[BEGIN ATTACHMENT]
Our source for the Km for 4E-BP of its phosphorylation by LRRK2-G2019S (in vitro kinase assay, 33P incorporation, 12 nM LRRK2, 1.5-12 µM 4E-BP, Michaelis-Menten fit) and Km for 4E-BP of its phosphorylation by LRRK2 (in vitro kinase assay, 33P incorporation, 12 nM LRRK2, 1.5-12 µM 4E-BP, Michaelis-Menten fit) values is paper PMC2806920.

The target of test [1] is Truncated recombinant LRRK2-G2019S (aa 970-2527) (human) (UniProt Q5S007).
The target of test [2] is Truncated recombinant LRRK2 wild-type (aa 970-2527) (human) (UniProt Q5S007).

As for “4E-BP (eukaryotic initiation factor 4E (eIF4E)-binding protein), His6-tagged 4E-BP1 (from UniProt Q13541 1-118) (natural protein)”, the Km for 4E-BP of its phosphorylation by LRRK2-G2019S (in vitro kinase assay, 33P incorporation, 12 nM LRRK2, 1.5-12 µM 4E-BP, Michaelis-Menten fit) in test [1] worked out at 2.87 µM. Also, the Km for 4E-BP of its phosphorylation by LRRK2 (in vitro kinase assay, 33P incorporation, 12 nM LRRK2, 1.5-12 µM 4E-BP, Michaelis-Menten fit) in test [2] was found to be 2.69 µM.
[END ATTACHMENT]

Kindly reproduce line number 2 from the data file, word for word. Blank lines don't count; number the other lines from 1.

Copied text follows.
The target of test [1] is Truncated recombinant LRRK2-G2019S (aa 970-2527) (human) (UniProt Q5S007).